Only three of 75 ocean sampling sites in Volvo Ocean Race free of microplastics

Only three of 75 ocean sampling sites in Volvo Ocean Race free of microplastics

Seawater samples were collected during the course of the around the world Volvo Ocean Race which started last October and finished in June. Cities visited along the way included an Auckland stopover in March.

Ainhoa Sanchez/Volvo Ocean Race

Seawater samples were collected during the course of the around the world Volvo Ocean Race which started last October and finished in June. Cities visited along the way included an Auckland stopover in March.

Only three of 75 ocean samples collected during the Volvo Ocean Race have been found to be free of microplastics.

The microplastic-free samples were collected from sites south of Australia, east of Argentina and west of Ireland.

The highest levels of microplastic, 349 particles per cubic metre, were found in a sample taken in the South China Sea that feeds into the Kuroshio Current and the North Pacific Gyre, the around the world yacht race organisers said.

Taking a sample on board Turn the Tide on Plastic.

Jeremie Lecaudey/Volvo Ocean Race

Taking a sample on board Turn the Tide on Plastic.

The second highest, 307 particles per cubic metre, came close from the point where the Mediterranean Sea and Atlantic Ocean meet at the Strait of Gibraltar.

Even close to Point Nemo, the furthest place from land on Earth, where the nearest humans are on the International Space Station, between nine and 26 particles of microplastic per cubic metre were recorded.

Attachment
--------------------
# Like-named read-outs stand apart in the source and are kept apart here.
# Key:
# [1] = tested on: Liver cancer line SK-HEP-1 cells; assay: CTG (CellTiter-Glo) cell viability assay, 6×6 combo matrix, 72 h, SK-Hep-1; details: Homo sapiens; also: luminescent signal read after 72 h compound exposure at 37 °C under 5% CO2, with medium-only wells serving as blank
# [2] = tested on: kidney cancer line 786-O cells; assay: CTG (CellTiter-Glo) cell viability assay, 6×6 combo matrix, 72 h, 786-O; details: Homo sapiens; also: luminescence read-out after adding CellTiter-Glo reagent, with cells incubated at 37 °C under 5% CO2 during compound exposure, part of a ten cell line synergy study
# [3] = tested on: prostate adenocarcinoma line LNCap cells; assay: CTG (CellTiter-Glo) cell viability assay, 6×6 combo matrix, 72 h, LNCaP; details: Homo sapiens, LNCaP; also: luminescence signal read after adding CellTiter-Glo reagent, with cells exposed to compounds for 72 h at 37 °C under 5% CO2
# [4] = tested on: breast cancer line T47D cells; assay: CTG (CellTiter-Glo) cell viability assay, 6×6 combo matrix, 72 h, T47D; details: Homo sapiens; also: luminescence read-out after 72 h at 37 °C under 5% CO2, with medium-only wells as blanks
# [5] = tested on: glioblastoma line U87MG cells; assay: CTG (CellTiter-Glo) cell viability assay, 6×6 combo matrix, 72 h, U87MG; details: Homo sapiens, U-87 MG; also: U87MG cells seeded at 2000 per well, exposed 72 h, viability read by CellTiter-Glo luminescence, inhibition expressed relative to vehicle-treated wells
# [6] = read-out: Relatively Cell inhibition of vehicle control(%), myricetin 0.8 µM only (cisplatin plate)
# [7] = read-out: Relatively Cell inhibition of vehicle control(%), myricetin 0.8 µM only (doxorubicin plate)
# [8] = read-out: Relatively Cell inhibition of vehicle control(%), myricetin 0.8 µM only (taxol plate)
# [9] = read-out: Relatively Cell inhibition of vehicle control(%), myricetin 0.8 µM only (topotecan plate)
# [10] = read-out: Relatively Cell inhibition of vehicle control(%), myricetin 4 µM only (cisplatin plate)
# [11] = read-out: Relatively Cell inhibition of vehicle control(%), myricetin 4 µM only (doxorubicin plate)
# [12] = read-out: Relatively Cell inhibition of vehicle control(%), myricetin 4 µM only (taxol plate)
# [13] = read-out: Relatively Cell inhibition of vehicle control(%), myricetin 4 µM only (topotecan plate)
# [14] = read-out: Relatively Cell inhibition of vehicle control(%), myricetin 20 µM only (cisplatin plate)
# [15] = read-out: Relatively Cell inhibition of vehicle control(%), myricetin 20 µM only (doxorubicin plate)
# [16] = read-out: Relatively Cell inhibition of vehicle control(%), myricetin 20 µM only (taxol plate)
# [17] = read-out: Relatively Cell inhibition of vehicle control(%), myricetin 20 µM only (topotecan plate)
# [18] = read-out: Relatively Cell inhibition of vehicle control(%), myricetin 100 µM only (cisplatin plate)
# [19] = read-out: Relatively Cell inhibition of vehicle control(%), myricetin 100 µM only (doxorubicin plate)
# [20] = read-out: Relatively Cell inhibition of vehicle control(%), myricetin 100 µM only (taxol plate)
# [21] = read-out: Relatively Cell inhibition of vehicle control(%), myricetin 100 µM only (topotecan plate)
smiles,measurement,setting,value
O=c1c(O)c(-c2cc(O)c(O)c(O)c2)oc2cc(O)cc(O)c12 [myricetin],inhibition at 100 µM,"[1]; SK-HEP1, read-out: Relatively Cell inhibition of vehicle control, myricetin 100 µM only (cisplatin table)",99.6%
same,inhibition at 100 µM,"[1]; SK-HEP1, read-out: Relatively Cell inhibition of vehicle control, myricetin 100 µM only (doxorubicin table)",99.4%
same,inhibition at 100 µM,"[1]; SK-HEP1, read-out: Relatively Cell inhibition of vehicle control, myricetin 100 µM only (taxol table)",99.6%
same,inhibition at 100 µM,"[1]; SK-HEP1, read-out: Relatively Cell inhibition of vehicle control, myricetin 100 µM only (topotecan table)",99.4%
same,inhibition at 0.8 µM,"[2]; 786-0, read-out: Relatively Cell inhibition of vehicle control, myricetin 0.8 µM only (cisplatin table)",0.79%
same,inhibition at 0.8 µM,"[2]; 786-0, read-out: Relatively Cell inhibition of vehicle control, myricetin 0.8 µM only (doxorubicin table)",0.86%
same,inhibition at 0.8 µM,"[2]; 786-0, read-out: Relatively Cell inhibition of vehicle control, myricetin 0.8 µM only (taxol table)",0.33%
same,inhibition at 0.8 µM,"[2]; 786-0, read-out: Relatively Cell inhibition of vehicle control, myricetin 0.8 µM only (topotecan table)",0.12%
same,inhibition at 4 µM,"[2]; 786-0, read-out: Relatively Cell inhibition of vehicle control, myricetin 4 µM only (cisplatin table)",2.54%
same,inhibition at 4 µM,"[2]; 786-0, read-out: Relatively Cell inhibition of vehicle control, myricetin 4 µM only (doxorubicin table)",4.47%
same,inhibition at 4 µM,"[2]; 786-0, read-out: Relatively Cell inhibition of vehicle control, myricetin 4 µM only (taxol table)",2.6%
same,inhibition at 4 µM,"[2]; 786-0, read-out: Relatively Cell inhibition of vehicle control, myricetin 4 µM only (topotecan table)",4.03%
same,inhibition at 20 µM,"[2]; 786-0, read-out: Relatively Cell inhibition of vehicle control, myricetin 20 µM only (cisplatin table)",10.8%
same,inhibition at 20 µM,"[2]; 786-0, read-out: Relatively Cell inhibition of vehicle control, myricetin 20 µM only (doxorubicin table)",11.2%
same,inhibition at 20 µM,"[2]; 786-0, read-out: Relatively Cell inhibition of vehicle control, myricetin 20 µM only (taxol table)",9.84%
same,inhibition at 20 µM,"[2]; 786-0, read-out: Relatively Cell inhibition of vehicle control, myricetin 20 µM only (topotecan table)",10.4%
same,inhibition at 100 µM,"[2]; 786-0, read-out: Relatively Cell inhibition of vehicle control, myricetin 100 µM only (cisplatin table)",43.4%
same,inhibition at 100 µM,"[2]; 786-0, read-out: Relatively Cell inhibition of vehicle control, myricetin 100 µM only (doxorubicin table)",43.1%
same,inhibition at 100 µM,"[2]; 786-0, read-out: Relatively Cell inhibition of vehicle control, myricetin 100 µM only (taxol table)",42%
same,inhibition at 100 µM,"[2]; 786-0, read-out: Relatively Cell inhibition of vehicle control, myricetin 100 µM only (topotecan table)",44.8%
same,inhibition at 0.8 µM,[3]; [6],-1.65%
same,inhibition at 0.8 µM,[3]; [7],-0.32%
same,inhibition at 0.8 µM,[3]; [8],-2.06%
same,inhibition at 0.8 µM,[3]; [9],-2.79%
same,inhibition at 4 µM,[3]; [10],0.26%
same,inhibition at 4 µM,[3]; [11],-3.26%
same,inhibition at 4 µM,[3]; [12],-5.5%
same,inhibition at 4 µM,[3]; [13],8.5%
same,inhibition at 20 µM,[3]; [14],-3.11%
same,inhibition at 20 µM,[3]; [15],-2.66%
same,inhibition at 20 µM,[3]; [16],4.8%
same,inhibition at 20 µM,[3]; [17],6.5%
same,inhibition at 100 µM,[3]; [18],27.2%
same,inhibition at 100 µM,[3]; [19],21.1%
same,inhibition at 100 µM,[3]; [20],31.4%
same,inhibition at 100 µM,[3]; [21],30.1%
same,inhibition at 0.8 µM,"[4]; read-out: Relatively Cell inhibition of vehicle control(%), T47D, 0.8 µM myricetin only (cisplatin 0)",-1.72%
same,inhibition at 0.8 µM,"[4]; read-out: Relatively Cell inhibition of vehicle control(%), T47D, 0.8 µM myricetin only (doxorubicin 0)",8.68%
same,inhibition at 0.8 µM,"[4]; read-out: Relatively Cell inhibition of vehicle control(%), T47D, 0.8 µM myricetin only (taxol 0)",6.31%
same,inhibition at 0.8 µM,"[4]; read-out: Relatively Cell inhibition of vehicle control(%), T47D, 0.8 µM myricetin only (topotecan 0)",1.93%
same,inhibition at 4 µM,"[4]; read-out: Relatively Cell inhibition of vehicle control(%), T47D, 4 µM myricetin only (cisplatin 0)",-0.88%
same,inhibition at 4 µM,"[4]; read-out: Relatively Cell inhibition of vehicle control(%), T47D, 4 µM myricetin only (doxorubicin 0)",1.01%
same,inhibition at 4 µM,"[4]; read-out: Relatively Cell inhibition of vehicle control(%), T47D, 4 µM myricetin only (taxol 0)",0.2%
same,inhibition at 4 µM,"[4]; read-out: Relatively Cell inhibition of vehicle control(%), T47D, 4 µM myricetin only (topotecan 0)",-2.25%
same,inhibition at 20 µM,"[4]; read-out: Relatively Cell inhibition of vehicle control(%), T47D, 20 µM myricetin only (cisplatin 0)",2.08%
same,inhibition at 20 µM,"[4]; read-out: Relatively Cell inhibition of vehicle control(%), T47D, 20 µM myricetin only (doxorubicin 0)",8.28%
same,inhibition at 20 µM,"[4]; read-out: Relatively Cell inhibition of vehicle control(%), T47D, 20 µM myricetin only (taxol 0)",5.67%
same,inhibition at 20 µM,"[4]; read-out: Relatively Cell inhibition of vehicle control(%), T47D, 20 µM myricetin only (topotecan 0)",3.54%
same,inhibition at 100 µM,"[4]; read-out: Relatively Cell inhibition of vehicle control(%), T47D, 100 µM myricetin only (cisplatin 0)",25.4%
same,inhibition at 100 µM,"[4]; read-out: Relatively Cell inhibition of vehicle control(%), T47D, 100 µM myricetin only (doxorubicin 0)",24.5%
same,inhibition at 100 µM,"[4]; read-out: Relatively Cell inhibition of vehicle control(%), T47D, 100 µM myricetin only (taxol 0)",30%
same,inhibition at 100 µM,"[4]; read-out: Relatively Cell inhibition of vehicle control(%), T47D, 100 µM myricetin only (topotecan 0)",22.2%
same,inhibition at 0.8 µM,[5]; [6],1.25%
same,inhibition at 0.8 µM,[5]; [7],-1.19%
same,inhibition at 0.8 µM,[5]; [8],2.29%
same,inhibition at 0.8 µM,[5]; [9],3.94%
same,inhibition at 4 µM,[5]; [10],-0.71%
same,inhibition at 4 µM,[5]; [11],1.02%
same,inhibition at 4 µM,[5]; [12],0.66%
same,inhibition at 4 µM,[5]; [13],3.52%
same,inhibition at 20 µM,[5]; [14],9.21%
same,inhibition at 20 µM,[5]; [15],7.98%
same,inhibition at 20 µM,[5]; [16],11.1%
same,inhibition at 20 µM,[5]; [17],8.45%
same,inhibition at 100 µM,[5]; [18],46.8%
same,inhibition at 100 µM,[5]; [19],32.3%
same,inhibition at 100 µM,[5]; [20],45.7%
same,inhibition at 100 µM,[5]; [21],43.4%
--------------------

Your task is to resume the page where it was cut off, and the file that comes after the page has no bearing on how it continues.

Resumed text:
Only three - one taken south of Australia - of 75 ocean water samples had no microplastics.

GEOMAR Helmholtz Centre for Ocean Research Kiel

Only three - one taken south of Australia - of 75 ocean water samples had no microplastics.

The seawater samples were collected during the course of the 83,000km, eight-month race, which started in Alicante last October, and finished in The Hague in June. Cities visited along the way included an Auckland stopover in March.

Dr Toste Tanhua of GEOMAR Institute for Ocean Research Kiel said the research done during the race contributed enormously to the understanding of microplastic around the world.

Boats also collected other oceanographic data measurements including temperature, dissolved CO2, salinity and algae content, giving an indication of ocean health and acidification and supporting quantification of the ocean's uptake of CO2.

 

Source: Stuff